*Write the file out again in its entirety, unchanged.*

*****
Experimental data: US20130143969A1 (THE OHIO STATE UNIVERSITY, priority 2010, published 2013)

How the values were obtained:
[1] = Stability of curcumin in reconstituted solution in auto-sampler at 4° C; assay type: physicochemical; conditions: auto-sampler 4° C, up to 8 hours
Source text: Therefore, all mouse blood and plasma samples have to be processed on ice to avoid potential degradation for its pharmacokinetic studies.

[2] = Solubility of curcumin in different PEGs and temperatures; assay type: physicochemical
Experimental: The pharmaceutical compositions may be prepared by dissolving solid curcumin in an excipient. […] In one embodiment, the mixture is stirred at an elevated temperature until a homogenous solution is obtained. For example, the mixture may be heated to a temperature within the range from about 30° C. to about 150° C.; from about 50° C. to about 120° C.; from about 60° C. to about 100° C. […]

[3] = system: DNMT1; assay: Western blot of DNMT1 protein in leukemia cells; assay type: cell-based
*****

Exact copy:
Experimental data: US20130143969A1 (THE OHIO STATE UNIVERSITY, priority 2010, published 2013)

How the values were obtained:
[1] = Stability of curcumin in reconstituted solution in auto-sampler at 4° C; assay type: physicochemical; conditions: auto-sampler 4° C, up to 8 hours
Source text: Therefore, all mouse blood and plasma samples have to be processed on ice to avoid potential degradation for its pharmacokinetic studies.

[2] = Solubility of curcumin in different PEGs and temperatures; assay type: physicochemical
Experimental: The pharmaceutical compositions may be prepared by dissolving solid curcumin in an excipient. […] In one embodiment, the mixture is stirred at an elevated temperature until a homogenous solution is obtained. For example, the mixture may be heated to a temperature within the range from about 30° C. to about 150° C.; from about 50° C. to about 120° C.; from about 60° C. to about 100° C. […]

[3] = system: DNMT1; assay: Western blot of DNMT1 protein in leukemia cells; assay type: cell-based